Nouwen, “Not only are the poor grateful for life, but they also celebrate life constantly. A visit, a reunion, a simple meeting are always like little celebrations. . . . for them all of life is a long fiesta with God.
• that line reminded me of a song I learned in Costa Rica
Hay una fiesta, fiesta, fiesta|
Continuamente en mi,
Continuamente en mi.
Hay una fiesta, fiesta, fiesta
Desde que a Cristo yo conocí

(There’s a festival, festival, festival, continually in me, since I knew Christ)
Nouwen, “I am . . . convinced that gratitude is one of the most sublime human emotions. It is an emotion that reaches out far beyond our own self to God, to all of creation, to the people who gave us life, love, and care.”

And then, the most beautiful lesson on intercession, ever
Simon, Simon, behold, Satan demanded to have you, that he might sift you like wheat, but I have prayed for you that your faith may not fail. And when you have turned again, strengthen your brothers Luke 22:31-32

Jesus is talking to Peter as a close friend
– he lets him know that Satan has demanded access to all twelve disciples
• but Jesus got out ahead of Satan – he has prayed for Peter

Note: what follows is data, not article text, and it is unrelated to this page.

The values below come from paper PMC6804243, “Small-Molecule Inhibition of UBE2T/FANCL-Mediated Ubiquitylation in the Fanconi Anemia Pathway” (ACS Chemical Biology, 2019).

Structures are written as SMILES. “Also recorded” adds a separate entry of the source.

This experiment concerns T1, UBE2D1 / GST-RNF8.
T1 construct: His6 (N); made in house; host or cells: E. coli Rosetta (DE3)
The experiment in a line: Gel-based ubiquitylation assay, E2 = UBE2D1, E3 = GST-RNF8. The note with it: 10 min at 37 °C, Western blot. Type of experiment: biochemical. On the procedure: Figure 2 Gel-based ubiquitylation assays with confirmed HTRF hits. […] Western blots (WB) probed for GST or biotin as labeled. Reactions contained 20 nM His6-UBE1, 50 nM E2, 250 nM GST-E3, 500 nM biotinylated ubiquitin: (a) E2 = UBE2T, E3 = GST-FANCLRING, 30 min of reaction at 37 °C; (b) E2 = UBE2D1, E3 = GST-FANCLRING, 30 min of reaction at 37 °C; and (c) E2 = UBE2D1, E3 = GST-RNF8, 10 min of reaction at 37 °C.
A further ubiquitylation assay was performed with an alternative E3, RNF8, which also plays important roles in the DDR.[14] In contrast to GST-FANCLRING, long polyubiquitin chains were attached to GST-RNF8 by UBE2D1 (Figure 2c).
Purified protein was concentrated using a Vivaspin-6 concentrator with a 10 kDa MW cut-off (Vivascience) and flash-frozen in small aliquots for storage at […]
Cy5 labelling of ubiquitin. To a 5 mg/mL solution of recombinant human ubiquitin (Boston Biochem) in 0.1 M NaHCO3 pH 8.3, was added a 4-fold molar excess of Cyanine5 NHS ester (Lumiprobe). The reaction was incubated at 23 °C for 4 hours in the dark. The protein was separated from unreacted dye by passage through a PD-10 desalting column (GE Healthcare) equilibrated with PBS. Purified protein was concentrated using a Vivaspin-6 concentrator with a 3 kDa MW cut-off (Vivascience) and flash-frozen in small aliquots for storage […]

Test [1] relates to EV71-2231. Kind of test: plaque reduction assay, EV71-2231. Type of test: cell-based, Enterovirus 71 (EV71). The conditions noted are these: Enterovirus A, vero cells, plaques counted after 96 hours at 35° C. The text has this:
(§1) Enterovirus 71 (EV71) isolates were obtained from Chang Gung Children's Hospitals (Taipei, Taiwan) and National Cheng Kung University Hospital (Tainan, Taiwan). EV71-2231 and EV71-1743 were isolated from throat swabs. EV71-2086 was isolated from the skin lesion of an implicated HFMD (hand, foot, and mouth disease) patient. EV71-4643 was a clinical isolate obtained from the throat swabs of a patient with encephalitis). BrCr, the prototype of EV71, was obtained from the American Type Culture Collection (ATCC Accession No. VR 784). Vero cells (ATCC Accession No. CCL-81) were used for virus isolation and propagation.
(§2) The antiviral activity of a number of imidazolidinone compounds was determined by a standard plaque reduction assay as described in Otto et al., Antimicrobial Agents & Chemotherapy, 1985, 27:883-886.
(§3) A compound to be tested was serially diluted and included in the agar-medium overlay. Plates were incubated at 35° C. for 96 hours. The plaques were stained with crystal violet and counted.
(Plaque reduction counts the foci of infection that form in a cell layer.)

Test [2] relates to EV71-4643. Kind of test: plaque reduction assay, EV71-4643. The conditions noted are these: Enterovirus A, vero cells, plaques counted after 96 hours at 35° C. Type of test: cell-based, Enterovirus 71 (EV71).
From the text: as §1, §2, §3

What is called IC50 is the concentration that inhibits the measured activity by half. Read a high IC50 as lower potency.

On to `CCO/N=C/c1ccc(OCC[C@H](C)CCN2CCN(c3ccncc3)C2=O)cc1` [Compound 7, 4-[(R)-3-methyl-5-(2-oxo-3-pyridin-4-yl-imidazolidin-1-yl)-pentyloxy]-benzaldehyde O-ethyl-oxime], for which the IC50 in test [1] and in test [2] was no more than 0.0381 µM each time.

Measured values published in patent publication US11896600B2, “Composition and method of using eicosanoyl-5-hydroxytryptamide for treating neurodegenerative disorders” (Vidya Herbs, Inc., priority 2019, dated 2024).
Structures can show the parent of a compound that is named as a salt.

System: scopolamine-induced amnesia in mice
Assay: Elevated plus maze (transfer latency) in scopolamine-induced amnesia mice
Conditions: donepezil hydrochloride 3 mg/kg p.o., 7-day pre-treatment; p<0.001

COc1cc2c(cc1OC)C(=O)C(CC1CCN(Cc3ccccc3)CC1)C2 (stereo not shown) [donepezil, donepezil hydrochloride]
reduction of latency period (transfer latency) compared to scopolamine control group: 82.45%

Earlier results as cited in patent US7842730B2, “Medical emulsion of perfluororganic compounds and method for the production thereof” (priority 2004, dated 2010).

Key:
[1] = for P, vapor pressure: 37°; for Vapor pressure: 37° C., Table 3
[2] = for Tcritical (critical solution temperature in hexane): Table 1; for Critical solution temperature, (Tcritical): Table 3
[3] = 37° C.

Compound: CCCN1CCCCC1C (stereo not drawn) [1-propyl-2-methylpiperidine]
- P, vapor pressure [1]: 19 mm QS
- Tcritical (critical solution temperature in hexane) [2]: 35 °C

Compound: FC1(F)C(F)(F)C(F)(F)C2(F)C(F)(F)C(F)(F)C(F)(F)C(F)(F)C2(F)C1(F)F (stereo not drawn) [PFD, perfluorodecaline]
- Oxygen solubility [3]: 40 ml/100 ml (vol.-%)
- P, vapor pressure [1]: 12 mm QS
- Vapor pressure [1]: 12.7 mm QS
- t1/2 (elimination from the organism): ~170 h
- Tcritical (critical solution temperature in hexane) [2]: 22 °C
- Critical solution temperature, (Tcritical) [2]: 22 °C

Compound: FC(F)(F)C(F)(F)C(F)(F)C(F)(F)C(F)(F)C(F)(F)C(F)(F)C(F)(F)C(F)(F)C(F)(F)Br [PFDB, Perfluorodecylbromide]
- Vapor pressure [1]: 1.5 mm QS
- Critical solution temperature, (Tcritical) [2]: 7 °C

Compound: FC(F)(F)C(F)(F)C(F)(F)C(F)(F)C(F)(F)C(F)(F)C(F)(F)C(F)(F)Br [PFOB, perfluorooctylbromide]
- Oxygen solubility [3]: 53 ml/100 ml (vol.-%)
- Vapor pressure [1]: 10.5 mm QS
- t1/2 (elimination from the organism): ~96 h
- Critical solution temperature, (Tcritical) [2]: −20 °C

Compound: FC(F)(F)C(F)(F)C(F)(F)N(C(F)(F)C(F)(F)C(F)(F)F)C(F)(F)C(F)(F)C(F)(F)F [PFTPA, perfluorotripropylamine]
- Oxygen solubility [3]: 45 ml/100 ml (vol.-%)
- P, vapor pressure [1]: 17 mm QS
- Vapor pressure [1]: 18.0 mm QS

• I think this reassurance carried Peter the rest of his life
– some of Bible’s heroes were great intercessors–e.g., Moses and Samuel
• but anyone can perform this service for others
Epaphras, who is one of you . . . greets you, always struggling on your behalf in his prayers, that you may stand mature and fully assured in all the will of God (Col. 4:12)
• prayers of intercession make a difference in the lives of others
◦ not only because God hears them and responds,
◦ but also because they’re a way of letting others know we’re there for them

Conclusion: I believe, making these three prayers a daily practice,

Will solidify and enhance our spiritual development
– sit in silence with God – give thanks – pray for others
• I’m encouraged by Jesus’ confidence in prayer
◦ and he encourages his disciples to pray with confidence

This is our daily turning toward God
Transcending our world of confusion and hostility

Do you have enough imagination to look at Jesus face to face,
and hear him say, “I have prayed for you that your faith may not fail”?